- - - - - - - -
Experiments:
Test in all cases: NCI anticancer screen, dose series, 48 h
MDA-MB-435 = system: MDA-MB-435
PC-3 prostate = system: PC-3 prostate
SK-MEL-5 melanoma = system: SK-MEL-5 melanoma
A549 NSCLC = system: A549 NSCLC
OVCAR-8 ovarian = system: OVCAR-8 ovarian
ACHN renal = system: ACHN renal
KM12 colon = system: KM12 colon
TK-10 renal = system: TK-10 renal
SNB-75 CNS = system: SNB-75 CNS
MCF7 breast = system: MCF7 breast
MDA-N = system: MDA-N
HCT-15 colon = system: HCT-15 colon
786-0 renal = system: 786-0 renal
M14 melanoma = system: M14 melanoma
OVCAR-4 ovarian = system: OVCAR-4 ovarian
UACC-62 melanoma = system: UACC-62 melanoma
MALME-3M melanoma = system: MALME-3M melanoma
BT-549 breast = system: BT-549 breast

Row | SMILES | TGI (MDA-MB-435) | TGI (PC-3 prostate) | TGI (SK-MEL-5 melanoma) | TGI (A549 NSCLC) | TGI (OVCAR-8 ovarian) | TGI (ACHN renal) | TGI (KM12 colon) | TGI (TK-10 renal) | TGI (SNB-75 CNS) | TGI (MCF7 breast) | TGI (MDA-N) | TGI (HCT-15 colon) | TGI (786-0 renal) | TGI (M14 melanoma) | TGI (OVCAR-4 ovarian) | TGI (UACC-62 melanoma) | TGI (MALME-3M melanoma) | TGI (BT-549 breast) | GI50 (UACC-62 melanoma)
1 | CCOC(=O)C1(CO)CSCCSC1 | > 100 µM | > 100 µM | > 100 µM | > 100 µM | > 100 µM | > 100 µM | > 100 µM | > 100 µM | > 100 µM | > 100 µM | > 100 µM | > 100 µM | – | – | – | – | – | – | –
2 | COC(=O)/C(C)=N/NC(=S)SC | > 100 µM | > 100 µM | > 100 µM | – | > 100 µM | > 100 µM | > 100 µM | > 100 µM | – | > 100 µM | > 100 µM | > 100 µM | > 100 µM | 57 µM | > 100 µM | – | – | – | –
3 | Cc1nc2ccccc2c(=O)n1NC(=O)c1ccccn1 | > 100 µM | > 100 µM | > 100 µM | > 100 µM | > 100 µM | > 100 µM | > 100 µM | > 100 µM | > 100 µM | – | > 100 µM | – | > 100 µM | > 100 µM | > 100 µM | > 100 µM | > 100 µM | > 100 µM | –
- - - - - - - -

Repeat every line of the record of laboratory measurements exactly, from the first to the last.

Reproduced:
Experiments:
Test in all cases: NCI anticancer screen, dose series, 48 h
MDA-MB-435 = system: MDA-MB-435
PC-3 prostate = system: PC-3 prostate
SK-MEL-5 melanoma = system: SK-MEL-5 melanoma
A549 NSCLC = system: A549 NSCLC
OVCAR-8 ovarian = system: OVCAR-8 ovarian
ACHN renal = system: ACHN renal
KM12 colon = system: KM12 colon
TK-10 renal = system: TK-10 renal
SNB-75 CNS = system: SNB-75 CNS
MCF7 breast = system: MCF7 breast
MDA-N = system: MDA-N
HCT-15 colon = system: HCT-15 colon
786-0 renal = system: 786-0 renal
M14 melanoma = system: M14 melanoma
OVCAR-4 ovarian = system: OVCAR-4 ovarian
UACC-62 melanoma = system: UACC-62 melanoma
MALME-3M melanoma = system: MALME-3M melanoma
BT-549 breast = system: BT-549 breast

Row | SMILES | TGI (MDA-MB-435) | TGI (PC-3 prostate) | TGI (SK-MEL-5 melanoma) | TGI (A549 NSCLC) | TGI (OVCAR-8 ovarian) | TGI (ACHN renal) | TGI (KM12 colon) | TGI (TK-10 renal) | TGI (SNB-75 CNS) | TGI (MCF7 breast) | TGI (MDA-N) | TGI (HCT-15 colon) | TGI (786-0 renal) | TGI (M14 melanoma) | TGI (OVCAR-4 ovarian) | TGI (UACC-62 melanoma) | TGI (MALME-3M melanoma) | TGI (BT-549 breast) | GI50 (UACC-62 melanoma)
1 | CCOC(=O)C1(CO)CSCCSC1 | > 100 µM | > 100 µM | > 100 µM | > 100 µM | > 100 µM | > 100 µM | > 100 µM | > 100 µM | > 100 µM | > 100 µM | > 100 µM | > 100 µM | – | – | – | – | – | – | –
2 | COC(=O)/C(C)=N/NC(=S)SC | > 100 µM | > 100 µM | > 100 µM | – | > 100 µM | > 100 µM | > 100 µM | > 100 µM | – | > 100 µM | > 100 µM | > 100 µM | > 100 µM | 57 µM | > 100 µM | – | – | – | –
3 | Cc1nc2ccccc2c(=O)n1NC(=O)c1ccccn1 | > 100 µM | > 100 µM | > 100 µM | > 100 µM | > 100 µM | > 100 µM | > 100 µM | > 100 µM | > 100 µM | – | > 100 µM | – | > 100 µM | > 100 µM | > 100 µM | > 100 µM | > 100 µM | > 100 µM | –